Hot Spot: Money

July 4, 2005

07/04/2005

Monday

I’ve alluded to it before in various posts but probably need to give this topic better coverage by itself. While sex is a perennial trouble spot (or the lack thereof) money issues are a major concern, mainly the lack thereof.

It doesn’t matter how much I’m pulling in except that it is less than the national average. But even if I was pulling down 6 figures, it still wouldn’t be enough. My wife would still be able to spend more than I make. In fact, in the past year she has spent $20,000 more than I take in. And what does she have to show for it? Nothing. Nada. The kids have some extra toys, videos and clothes but that’s about it.

I remember reading somewhere that a fundamental difference between the way that men and women spend is that men tend to invest their money while women tend to want to exchange it for some sort of emotional experience. Guys typically like tools, gadgets and machinery. Women like clothes, trips to the salon and cruises. For birthdays, Mother’s Day or Valentine’s Day the worst thing a guy can do is buy for his wife something that plugs in. While looking at father’s day flyers, you see all sorts of electronics, tools and gadgets advertised. It’s because women are looking for an emotional lift through the sheer experience of acquiring something extremely costly and equally worthless and nonfunctional. The joy she experiences seems to be directly proportional to the amount of effort devoted toward the exclusive feeding of her vanity…code named..”appreciation.” A man’s vanity seems to be fed by having some fun toys. All the more so if they are useful, shiny and powerful.

So here we have a fundamental difference in spending priorities and spending habits. Much of this may stem from fairly radically different backgrounds.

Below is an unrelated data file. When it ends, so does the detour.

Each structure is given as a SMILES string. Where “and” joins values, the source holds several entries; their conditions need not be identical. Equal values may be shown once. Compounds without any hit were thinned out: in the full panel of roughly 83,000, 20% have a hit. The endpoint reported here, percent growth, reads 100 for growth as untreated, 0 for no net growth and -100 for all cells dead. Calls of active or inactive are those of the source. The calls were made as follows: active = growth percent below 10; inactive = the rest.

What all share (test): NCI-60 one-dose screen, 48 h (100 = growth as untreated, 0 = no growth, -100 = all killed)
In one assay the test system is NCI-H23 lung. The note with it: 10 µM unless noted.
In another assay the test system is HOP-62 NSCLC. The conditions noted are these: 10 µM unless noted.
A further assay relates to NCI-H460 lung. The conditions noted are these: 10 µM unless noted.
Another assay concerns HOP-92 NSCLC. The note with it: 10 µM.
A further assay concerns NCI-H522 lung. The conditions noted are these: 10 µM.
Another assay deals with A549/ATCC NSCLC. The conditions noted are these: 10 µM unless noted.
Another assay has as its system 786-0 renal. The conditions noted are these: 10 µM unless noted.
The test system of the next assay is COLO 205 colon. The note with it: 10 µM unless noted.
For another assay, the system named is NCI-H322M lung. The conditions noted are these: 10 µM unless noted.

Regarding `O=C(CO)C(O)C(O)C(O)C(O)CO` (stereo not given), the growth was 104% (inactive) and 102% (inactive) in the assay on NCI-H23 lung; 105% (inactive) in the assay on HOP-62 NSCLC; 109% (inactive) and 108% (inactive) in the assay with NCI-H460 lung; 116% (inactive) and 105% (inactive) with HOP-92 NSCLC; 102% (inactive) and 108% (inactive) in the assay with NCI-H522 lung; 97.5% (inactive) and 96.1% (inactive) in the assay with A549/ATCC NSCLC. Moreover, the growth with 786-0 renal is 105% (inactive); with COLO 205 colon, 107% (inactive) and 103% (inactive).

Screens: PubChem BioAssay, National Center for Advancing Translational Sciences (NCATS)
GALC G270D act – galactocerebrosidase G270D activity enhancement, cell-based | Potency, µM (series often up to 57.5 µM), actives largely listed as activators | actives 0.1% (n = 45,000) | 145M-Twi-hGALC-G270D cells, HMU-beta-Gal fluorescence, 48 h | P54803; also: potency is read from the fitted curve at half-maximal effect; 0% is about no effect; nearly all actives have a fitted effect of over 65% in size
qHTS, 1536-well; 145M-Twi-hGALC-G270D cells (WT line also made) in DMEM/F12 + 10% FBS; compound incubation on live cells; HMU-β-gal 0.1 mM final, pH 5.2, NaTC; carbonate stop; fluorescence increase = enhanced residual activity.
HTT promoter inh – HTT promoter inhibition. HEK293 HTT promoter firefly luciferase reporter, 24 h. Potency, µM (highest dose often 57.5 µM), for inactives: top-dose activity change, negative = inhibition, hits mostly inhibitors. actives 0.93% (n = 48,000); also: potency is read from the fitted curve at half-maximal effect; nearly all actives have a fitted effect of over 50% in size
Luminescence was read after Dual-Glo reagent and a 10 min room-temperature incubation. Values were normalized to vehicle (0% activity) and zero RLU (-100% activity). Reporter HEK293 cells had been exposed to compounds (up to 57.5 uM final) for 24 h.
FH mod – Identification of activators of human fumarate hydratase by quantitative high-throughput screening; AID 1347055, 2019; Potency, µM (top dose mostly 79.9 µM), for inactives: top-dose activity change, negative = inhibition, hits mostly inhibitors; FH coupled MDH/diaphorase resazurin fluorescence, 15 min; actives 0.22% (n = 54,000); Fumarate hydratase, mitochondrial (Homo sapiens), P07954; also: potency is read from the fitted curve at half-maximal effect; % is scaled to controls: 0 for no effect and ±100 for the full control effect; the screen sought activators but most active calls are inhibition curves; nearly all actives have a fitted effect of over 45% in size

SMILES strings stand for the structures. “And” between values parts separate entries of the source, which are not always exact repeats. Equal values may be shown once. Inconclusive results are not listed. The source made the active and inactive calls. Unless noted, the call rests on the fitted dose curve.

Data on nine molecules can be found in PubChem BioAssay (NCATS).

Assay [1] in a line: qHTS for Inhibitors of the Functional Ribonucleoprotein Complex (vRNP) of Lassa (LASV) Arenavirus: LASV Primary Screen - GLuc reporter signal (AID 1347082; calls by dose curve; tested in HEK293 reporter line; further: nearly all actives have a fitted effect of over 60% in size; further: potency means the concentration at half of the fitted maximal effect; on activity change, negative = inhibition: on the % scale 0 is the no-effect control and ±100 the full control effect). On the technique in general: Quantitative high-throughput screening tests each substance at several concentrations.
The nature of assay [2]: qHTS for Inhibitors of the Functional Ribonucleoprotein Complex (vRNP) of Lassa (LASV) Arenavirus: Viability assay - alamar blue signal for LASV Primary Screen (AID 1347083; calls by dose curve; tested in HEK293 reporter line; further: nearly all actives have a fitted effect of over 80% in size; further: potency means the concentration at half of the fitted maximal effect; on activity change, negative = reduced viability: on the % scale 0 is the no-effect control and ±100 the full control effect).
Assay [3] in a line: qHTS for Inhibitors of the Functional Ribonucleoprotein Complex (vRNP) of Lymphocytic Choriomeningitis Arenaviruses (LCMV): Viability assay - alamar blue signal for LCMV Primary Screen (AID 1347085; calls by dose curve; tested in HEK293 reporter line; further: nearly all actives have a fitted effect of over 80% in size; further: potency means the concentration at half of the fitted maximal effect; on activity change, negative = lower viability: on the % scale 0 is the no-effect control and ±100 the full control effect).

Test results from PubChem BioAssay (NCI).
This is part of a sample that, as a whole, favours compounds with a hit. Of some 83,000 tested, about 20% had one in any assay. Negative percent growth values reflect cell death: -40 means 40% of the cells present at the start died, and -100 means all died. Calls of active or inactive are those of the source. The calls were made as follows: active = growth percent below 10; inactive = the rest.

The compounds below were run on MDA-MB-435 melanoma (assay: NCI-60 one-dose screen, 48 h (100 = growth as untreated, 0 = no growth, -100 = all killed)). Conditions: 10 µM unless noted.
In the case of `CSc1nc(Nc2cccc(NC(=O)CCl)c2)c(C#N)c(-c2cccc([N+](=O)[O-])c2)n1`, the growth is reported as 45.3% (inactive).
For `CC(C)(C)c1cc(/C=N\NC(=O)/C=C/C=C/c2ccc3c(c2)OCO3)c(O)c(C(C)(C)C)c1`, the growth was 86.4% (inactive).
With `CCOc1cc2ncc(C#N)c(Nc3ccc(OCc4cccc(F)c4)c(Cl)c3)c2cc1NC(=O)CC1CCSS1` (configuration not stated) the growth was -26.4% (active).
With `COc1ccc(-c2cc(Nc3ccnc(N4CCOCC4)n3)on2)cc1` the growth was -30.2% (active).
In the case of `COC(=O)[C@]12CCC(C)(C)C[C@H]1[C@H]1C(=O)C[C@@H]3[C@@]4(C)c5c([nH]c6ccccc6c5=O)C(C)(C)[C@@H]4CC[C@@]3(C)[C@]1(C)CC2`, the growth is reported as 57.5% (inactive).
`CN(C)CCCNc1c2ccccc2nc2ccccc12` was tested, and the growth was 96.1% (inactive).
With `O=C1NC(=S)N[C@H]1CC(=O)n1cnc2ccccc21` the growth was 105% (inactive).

Arwyn’s father was a dentist, so he pulled in some pretty good money. He was also an alcoholic, so he might have been spending some serious money. However it seems the biggest thing, where his children were concerned, was guilt. So he attempted to pay off the guilt with money. Arwyn sometimes grouses about how much her father spent towards her two brothers, especially the youngest, but I’ve watched him drop hundreds of dollars on her. When he visits, she gets him to pay for virtually everything. The man is quite generous, but maybe to a fault. He must have paid the $1800 hospital bill this last spring because it disappeared and the hospital has’t been after me. In some ways I’m okay with his generosity as he has helped as in the case of the medical bill and getting Arwyn’s car fixed. But she has never really had to come to grips with how to manage money. Her mother is not exactly thrifty, either but she’s not had the luxury of having someone to fall back on. She has been retired about 2 years and what little she had saved is long gone. She gets some small pension plus social security and that’s it. She lives in some sort of subsidized housing as she never did own a house. The house she got in her divorce settlement years ago was sold and the money blown. Now she is virtually penniless.